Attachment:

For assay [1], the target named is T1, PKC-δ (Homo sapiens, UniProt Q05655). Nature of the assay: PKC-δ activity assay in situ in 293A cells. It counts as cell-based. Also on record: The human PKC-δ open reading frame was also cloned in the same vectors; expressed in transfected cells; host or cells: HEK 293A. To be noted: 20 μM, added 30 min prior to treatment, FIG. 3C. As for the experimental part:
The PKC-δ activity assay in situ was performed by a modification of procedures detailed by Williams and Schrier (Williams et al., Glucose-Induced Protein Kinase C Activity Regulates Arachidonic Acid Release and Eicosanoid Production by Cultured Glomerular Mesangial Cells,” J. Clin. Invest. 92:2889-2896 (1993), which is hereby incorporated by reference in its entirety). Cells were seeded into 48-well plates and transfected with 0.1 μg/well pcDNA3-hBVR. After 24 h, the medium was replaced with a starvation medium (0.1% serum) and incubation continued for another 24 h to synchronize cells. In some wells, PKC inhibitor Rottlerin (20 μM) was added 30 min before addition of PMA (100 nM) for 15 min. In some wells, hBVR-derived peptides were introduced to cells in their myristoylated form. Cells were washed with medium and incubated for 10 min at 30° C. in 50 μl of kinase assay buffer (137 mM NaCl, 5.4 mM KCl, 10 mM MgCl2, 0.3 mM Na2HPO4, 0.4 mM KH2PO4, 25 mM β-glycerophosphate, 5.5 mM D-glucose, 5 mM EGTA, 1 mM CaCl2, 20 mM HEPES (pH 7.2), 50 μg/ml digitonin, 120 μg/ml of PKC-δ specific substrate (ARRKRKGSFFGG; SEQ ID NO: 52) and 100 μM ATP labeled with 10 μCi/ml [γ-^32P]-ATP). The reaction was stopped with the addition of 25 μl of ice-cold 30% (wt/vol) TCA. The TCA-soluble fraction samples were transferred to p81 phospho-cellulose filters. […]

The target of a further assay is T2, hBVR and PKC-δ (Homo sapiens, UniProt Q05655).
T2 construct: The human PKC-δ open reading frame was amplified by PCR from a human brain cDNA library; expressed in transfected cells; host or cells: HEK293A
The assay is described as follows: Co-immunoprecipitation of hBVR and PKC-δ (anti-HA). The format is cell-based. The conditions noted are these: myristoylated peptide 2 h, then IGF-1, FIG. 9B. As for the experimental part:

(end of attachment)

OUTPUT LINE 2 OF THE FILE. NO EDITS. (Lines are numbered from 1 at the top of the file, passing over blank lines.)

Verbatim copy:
The PKC-δ activity assay in situ was performed by a modification of procedures detailed by Williams and Schrier (Williams et al., Glucose-Induced Protein Kinase C Activity Regulates Arachidonic Acid Release and Eicosanoid Production by Cultured Glomerular Mesangial Cells,” J. Clin. Invest. 92:2889-2896 (1993), which is hereby incorporated by reference in its entirety). Cells were seeded into 48-well plates and transfected with 0.1 μg/well pcDNA3-hBVR. After 24 h, the medium was replaced with a starvation medium (0.1% serum) and incubation continued for another 24 h to synchronize cells. In some wells, PKC inhibitor Rottlerin (20 μM) was added 30 min before addition of PMA (100 nM) for 15 min. In some wells, hBVR-derived peptides were introduced to cells in their myristoylated form. Cells were washed with medium and incubated for 10 min at 30° C. in 50 μl of kinase assay buffer (137 mM NaCl, 5.4 mM KCl, 10 mM MgCl2, 0.3 mM Na2HPO4, 0.4 mM KH2PO4, 25 mM β-glycerophosphate, 5.5 mM D-glucose, 5 mM EGTA, 1 mM CaCl2, 20 mM HEPES (pH 7.2), 50 μg/ml digitonin, 120 μg/ml of PKC-δ specific substrate (ARRKRKGSFFGG; SEQ ID NO: 52) and 100 μM ATP labeled with 10 μCi/ml [γ-^32P]-ATP). The reaction was stopped with the addition of 25 μl of ice-cold 30% (wt/vol) TCA. The TCA-soluble fraction samples were transferred to p81 phospho-cellulose filters. […]